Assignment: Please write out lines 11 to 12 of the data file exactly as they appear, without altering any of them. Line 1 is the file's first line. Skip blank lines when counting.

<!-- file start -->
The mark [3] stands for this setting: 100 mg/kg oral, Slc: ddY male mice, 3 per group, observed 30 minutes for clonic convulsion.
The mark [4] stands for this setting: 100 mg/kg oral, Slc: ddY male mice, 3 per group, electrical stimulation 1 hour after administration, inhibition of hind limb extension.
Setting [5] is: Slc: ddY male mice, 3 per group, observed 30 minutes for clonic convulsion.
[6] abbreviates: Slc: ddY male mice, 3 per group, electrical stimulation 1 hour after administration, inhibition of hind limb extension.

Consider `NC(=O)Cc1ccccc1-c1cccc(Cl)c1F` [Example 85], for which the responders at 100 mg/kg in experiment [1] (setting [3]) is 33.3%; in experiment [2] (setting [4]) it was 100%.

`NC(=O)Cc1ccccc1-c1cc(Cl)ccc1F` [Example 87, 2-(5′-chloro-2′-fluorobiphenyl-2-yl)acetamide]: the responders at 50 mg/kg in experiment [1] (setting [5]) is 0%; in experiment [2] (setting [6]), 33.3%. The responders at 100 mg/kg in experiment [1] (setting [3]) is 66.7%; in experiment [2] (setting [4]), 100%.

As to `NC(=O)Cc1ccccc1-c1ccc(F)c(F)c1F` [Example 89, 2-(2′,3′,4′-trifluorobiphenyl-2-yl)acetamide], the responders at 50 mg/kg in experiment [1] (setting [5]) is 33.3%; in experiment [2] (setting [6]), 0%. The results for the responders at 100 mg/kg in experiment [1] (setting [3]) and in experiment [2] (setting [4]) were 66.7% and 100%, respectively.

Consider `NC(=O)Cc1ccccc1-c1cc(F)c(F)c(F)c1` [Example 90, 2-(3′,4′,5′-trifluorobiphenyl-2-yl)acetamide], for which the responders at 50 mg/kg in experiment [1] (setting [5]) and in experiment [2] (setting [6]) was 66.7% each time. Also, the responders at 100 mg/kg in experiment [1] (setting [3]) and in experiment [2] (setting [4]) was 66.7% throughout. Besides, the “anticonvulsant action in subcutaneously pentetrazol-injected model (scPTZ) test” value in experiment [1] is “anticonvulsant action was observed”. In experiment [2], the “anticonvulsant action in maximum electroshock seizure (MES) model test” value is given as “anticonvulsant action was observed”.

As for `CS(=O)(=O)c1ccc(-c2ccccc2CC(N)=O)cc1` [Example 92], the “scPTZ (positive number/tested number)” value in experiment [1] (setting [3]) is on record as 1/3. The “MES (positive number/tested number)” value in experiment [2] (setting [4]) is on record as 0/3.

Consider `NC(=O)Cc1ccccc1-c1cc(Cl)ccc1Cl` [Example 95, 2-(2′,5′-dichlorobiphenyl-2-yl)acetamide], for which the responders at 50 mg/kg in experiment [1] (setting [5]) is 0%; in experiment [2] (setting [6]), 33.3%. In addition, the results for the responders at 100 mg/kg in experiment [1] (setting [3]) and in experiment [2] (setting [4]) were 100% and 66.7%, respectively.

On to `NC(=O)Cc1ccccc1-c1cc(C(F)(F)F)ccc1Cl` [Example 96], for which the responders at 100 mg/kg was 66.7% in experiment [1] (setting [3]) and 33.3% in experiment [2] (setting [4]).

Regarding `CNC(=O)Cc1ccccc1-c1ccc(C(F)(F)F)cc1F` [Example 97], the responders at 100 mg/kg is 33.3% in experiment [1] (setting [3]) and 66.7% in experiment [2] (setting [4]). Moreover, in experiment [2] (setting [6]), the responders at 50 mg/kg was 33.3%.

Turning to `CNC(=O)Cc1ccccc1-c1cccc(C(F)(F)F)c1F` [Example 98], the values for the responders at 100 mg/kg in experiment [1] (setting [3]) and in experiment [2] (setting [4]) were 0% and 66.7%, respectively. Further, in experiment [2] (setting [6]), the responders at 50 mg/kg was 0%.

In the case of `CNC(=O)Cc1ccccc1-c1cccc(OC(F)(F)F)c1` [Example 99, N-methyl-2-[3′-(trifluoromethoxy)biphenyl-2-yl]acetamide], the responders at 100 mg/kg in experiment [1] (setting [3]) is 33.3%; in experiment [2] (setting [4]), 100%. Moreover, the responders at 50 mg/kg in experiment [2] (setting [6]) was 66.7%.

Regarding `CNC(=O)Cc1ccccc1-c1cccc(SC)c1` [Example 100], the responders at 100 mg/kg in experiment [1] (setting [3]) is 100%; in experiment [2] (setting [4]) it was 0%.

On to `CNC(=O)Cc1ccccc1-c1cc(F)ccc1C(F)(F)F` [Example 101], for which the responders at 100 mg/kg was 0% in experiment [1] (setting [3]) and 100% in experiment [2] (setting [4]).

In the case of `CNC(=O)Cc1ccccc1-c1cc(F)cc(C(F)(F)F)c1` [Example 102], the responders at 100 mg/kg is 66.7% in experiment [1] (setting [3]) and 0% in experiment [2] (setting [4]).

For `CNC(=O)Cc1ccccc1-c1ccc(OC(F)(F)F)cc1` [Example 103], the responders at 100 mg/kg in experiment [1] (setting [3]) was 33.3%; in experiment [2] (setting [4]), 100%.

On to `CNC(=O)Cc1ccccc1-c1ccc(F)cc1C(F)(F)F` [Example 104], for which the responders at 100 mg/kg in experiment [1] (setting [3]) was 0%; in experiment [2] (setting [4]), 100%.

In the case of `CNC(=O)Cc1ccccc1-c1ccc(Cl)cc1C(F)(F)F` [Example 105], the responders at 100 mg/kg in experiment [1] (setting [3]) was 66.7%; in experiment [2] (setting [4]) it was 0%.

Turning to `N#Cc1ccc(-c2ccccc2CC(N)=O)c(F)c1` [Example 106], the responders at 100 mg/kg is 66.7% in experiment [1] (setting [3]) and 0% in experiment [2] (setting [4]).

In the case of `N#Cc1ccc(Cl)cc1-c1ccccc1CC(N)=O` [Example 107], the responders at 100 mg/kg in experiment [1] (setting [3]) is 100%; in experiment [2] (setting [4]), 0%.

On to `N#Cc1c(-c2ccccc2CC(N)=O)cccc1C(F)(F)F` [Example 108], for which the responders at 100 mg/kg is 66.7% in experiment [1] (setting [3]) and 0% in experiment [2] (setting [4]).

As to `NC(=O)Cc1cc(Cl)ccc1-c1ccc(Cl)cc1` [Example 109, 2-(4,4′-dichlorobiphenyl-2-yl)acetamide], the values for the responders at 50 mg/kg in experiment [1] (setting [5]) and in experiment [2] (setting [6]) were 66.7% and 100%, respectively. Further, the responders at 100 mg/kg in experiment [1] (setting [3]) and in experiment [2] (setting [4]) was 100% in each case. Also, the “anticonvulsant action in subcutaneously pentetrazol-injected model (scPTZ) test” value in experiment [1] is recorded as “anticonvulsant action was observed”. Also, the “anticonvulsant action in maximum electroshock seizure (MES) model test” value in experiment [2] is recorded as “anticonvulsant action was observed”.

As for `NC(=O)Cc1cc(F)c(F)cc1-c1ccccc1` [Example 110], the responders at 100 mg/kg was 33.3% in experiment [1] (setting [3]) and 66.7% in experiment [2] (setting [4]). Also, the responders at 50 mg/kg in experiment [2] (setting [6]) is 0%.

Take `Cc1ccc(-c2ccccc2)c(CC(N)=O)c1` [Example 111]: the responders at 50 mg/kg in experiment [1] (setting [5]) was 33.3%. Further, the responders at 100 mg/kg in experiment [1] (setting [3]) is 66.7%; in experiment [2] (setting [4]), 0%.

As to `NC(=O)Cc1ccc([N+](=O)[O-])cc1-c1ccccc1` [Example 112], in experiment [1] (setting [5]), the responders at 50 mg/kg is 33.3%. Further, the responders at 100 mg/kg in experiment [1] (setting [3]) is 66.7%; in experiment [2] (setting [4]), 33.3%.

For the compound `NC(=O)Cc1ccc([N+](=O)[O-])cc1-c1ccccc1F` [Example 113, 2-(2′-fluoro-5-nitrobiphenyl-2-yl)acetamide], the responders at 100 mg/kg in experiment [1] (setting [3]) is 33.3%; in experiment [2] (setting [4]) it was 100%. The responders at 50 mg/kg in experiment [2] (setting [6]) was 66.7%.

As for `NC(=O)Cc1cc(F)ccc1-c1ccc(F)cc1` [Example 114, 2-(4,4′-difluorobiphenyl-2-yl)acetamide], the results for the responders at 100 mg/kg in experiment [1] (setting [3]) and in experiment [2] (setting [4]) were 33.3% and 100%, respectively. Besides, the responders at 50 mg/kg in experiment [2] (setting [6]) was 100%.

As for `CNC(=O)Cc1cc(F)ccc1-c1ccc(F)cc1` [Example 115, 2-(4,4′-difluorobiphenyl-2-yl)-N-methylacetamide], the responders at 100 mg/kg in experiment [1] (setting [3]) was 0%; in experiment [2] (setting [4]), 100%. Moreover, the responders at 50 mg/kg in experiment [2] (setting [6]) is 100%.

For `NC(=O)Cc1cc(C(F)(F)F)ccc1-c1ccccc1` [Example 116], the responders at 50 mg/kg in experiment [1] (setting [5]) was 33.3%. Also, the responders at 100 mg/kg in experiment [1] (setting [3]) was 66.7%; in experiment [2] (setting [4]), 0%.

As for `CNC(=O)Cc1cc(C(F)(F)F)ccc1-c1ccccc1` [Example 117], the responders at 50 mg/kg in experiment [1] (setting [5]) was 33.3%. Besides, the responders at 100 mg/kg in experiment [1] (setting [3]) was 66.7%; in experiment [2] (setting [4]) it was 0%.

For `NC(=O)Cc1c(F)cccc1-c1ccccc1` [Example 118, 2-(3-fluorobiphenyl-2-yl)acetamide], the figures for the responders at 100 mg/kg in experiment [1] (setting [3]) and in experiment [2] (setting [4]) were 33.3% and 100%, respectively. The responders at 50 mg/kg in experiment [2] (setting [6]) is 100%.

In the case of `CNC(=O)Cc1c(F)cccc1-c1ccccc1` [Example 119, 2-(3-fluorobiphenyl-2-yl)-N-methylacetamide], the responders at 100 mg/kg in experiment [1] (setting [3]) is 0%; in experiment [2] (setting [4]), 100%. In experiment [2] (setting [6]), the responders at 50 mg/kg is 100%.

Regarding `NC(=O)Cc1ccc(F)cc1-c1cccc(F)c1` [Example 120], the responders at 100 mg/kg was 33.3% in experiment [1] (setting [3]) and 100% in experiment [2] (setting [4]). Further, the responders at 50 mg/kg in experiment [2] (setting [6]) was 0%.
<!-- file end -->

On to `NC(=O)Cc1ccccc1-c1cc(C(F)(F)F)ccc1Cl` [Example 96], for which the responders at 100 mg/kg was 66.7% in experiment [1] (setting [3]) and 33.3% in experiment [2] (setting [4]).

Regarding `CNC(=O)Cc1ccccc1-c1ccc(C(F)(F)F)cc1F` [Example 97], the responders at 100 mg/kg is 33.3% in experiment [1] (setting [3]) and 66.7% in experiment [2] (setting [4]). Moreover, in experiment [2] (setting [6]), the responders at 50 mg/kg was 33.3%.